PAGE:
OIST is collaborating with Ryukyu Shimpo for a series of column articles related to COVID-19 on weekly basis. The 9th and the last story was written by President Peter Gruss.
Article is in Japanese, but please see below the original draft in English.
Restoring Business and Safeguarding Okinawa: provocative thoughts
Okinawa has not had a single new case of SARS-CoV-2 infection since May 1. No patient has tested positive for COVID-19 for more than seven weeks now, and it is safe for us to assume that Okinawans have been living their lives virus free.
We are privileged that Japan’s social conventions, like wearing masks, maintaining social distance, and adopting the measures recommended by government, have resulted in a comparatively mild outcome.
Okinawa recorded just 142 proven cases. But, as I have described in previous articles, the Okinawan economy has taken a drastic hit. Service sector jobs, and the tourism industry especially, suffered dramatic job losses and serious reduction of GDP. Hotels and restaurants were closed or only partially open for a long stretch of the season, visitor attractions on our islands stood empty, taxis and other transportation businesses like car rental and coach hire have suffered significantly.
The challenge we are facing in the months, if not years, ahead is to find a balance between defending Okinawa against SARS-CoV-2 and protecting jobs and prosperity.
This presents an immediate dilemma: in order to revitalize the travel industry we have to welcome visitors, knowing full well that a number will probably bring the virus with them.
The recent decision to allow cross prefecture travel in Japan risks a second wave of virus infection, with SARS-CoV-2 imported to Okinawa once more. Consequently, we have to do all we can to ensure that travelers are either virus free or diagnosed and quickly isolated.
The tools to do this are already available. We should use them.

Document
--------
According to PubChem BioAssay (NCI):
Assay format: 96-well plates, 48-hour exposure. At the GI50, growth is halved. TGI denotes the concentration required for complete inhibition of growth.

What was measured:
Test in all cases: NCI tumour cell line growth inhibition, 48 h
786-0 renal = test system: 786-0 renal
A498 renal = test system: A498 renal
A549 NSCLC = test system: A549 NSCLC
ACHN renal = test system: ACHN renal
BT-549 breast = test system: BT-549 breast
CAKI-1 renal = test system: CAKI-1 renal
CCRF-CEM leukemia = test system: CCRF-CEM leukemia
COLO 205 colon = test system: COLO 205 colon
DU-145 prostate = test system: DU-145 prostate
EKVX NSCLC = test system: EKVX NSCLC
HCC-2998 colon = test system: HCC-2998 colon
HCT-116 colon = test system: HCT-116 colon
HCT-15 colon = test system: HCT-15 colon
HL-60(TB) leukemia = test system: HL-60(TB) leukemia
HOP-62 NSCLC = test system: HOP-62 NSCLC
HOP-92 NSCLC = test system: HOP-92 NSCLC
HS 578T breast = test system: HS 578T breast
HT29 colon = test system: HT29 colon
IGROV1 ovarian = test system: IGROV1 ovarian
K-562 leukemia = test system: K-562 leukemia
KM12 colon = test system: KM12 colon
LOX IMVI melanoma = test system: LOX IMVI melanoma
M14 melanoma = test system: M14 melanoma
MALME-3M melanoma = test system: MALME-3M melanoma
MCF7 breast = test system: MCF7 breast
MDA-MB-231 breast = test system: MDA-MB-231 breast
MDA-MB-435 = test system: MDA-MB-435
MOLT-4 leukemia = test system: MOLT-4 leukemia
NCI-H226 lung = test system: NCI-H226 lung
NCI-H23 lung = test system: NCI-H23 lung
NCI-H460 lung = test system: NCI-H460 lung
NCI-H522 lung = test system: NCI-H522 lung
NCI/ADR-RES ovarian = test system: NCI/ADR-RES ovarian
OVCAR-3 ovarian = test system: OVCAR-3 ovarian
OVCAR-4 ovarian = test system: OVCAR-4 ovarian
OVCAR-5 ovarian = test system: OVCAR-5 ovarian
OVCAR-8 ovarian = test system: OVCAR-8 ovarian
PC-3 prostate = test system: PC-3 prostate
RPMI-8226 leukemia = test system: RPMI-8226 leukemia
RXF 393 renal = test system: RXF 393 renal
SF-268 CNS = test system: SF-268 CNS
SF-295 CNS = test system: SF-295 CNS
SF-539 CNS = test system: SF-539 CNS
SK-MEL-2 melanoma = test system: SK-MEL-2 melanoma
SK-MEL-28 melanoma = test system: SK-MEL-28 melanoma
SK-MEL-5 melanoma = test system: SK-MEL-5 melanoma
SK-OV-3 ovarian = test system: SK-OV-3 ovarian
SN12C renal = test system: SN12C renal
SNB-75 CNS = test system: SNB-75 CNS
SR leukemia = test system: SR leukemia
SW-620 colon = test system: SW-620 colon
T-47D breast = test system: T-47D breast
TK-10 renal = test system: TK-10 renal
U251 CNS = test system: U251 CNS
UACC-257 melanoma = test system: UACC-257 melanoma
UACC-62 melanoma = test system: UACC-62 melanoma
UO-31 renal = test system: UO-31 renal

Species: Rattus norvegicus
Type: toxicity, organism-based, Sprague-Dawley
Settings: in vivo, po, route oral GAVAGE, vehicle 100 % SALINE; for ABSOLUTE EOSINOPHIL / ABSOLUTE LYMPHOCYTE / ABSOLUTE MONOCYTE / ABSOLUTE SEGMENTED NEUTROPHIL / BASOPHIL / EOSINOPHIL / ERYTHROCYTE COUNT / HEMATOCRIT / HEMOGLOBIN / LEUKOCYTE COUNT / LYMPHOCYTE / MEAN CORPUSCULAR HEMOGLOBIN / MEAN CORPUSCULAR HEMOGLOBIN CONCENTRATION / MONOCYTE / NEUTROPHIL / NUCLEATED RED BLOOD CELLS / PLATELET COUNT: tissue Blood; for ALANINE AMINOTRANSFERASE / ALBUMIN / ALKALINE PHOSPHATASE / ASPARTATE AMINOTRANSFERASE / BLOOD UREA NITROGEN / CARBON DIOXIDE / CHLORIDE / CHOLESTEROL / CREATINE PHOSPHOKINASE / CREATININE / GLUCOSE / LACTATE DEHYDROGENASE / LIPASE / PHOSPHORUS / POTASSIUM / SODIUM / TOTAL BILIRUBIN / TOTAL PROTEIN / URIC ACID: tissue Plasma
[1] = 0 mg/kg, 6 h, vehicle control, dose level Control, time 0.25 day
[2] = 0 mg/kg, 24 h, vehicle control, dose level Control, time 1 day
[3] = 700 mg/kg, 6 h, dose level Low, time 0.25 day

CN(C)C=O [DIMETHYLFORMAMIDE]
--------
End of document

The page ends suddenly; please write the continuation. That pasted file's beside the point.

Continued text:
I propose that everyone coming to Okinawa is checked using so-called PCR testing. This can detect even minute amounts of virus. Ideally, testing kits will be purchased by travelers themselves, for around Y3,000-Y4,000, on a plane or ship, or at the airport or port. It will be collected at the port (air-port) immediately upon arrival. Last year around 19000 national travelers arrived in Okinawa on average each day. If we assume that only a quarter of that number will come this year (which is optimistic, given the pandemic crisis) then Okinawa will require daily testing capacity on average for 4750 visitors. I am convinced that hospitals and clinics in the Prefecture, as well as OIST, can built up that capacity.
All travelers would strictly observe social distancing and wear masks for their first day here. During this time, they will be informed about the outcome of the test, via messaging or through a smartphone app. The overwhelming majority will be negative. The few who test positive can then be isolated immediately.
It would also be reassuring for Hotel management to know that infected individuals can be recognized immediately before the virus can spread among other visitors.
The Japanese government now recommends the use of a smartphone app (COCOA) which allows you to be notified when you may have contacted someone infected with SARS-CoV-2.
We should encourage everyone to use this app. It has been developed with care to ensure that individual privacy is not undermined and personal data is properly protected. This technology helps with rapid tracing of people who have been in the vicinity of an infected person. Anyone in close contact will be notified. Using the COCOA app means that we can all be warned as fast as possible, isolated, and retested.
Combining PCR testing with a contact tracing app will provide Okinawans with the highest possible level of reassurance and safety, while at the same time offering a way to boost visitor numbers once more and breathe life back into the industry.
The costs will have to be borne by the travelers – but any impact on visitor numbers will be much less risky to Okinawa’s economy and job market than a damaging second wave of infection, and return to restrictions or lockdown.